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Tommy Hottovy makes smooth transition from pitcher to analyst to coach for Cubs

LAS VEGAS — When it comes to getting more out of the Cubs’ hitters in 2019, the Cubs’ brass and manager Joe Maddon literally are studying methods for managing and communicating with millennials.

But when it comes to the staff, they went straight to the source for a new pitching coach.

Tommy Hottovy, 37, takes his first coaching job less than five years after throwing his last professional pitch as a spring-training teammate of Cubs pitchers Pedro Strop and Kyle Hendricks.

Since then, he has spent the last four seasons in a scouting and strategy role for the Cubs’ staff, working closely with strategy coach Mike Borzello, bullpen coach Lester Strode and pitching coaches Chris Bosio and Jim Hickey (who resigned for personal reasons).

Helping Tyler Chatwood solve his control problems will be one of new pitching coach Tommy Hottovy's first big tasks.

“When I first got into that role, [the pitching coach job] was not my ultimate goal,” said Hottovy, who has been working closely with the front office at the winter meetings this week in Las Vegas. “It was to get in and try to make some cool things happen and kind of transition where I felt like the game was going.”

Both he and his bosses suggest the relationships built in that time should help make his transition especially smooth and help maintain the strength of one of baseball’s most productive staffs over the last three years.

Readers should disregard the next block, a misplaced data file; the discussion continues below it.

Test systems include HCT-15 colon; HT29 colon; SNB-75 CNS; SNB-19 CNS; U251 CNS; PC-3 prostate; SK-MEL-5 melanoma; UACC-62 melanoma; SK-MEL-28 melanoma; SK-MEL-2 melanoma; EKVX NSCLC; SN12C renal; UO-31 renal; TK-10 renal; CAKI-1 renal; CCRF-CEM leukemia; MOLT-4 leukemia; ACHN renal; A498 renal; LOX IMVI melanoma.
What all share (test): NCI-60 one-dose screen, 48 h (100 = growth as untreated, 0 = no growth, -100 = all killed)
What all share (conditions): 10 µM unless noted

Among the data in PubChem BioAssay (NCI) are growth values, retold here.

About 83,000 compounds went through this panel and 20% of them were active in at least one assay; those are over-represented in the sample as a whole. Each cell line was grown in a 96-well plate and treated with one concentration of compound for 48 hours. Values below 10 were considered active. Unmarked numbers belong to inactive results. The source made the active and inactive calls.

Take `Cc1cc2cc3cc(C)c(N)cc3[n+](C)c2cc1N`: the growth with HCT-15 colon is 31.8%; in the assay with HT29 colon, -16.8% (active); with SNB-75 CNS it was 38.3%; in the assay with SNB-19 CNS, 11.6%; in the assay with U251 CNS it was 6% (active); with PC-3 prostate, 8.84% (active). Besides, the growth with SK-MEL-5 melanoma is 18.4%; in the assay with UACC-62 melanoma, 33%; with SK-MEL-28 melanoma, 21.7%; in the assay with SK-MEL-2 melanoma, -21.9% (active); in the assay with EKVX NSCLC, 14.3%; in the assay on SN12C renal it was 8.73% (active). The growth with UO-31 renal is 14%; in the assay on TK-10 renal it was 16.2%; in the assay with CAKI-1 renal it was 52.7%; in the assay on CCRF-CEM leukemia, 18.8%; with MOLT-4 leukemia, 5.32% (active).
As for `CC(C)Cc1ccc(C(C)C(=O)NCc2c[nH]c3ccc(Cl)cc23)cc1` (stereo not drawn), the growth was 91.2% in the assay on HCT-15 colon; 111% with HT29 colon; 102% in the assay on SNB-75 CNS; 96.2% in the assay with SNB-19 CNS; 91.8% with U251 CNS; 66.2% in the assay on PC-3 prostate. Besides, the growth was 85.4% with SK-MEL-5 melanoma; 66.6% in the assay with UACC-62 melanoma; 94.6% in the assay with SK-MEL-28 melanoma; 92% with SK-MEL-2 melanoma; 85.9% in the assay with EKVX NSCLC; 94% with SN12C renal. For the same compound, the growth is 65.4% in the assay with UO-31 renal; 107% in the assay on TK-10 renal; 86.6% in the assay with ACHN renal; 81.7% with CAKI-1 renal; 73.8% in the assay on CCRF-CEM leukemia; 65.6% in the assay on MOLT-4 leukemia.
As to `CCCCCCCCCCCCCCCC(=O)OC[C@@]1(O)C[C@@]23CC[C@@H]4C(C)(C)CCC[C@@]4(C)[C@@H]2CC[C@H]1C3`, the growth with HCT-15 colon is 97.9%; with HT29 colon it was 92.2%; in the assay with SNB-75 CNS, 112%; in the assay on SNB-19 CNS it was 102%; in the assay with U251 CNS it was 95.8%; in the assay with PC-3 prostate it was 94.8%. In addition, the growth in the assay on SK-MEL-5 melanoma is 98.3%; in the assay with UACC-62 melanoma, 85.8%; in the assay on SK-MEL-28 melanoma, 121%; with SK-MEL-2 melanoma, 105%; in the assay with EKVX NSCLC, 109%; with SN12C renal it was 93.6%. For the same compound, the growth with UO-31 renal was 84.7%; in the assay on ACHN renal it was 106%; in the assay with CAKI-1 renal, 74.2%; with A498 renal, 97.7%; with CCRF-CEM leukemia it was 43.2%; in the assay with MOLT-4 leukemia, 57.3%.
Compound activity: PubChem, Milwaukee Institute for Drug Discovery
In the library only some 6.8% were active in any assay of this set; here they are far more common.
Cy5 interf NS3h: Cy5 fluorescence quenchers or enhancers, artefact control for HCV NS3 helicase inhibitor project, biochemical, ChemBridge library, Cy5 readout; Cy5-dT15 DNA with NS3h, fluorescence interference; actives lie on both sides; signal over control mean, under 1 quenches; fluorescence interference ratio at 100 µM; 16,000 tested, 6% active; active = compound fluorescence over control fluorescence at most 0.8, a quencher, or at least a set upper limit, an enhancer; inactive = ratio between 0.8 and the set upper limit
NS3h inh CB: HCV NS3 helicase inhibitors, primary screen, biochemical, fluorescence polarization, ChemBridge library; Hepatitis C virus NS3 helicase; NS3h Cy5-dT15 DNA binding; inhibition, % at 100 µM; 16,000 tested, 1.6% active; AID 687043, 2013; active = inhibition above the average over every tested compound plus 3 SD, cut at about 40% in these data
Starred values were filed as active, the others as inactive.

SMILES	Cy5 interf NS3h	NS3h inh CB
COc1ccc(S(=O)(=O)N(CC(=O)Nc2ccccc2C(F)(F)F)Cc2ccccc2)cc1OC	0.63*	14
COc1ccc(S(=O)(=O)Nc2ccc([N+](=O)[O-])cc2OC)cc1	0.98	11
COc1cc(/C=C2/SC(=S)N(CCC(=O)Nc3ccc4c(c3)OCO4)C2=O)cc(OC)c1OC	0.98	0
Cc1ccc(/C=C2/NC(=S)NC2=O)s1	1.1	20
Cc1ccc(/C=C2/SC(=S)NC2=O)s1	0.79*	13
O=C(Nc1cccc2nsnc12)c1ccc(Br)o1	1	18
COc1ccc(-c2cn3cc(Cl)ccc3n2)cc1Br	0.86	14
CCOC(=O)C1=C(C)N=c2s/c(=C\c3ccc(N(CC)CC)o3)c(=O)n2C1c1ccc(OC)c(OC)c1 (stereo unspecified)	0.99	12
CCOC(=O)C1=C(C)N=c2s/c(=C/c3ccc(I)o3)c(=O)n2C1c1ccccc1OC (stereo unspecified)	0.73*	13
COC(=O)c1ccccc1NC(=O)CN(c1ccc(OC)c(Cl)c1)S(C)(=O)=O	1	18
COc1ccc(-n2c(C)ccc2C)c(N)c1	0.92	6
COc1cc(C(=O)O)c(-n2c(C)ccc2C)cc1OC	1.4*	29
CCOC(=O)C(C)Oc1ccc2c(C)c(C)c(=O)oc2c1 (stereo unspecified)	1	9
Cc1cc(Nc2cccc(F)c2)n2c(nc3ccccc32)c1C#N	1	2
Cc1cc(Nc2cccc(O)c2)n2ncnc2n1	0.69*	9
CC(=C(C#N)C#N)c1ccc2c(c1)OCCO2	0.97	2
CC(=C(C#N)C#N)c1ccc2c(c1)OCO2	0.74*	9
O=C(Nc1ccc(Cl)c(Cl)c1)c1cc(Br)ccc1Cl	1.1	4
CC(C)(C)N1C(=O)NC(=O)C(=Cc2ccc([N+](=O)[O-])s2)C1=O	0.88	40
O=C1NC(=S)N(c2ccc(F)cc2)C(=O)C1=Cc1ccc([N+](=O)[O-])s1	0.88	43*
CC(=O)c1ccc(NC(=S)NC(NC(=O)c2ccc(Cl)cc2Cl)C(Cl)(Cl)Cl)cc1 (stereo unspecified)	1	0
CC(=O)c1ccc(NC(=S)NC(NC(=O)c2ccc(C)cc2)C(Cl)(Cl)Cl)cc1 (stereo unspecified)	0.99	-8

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As unconventional as the hiring might seem at first glance, Hottovy called the transition from the strategic/analytic role to coach “more of an evolution of how this role evolved.”

If the timing was sudden, Hottovy seems to have adjusted quickly.

“As a pitching coach you want your guys to improve; you want them to get better,” said Hottovy, who pitched briefly in the majors for the Red Sox and Royals in 2011-12.
“That’s no different than the role I was in. I’m here for them.”

Hottovy

Team president Theo Epstein said the continuity of the pitching infrastructure was a key to the decision.

“Tommy’s a tremendous communicator, great worker, great teammate, and he’s got terrific relationships with the pitchers,” Epstein said.

Hottovy said he hopes to visit each Cubs pitcher before spring training starts and already was able to get together with reliever Brandon Kintzler in Las Vegas.

“I was fortunate enough to be with Joe [Maddon] four years now, learn from Theo and Jed [Hoyer] for a while and continue to,” he said. “And then also I was in camp [as a pitcher] with Bosio and was with him for three years [on the staff], and I was with Hickey for last year. I’ve been around some really good and intelligent pitching coaches, and I’m just going to continue to learn and try to implement things that I’ve gotten from them for those four years.”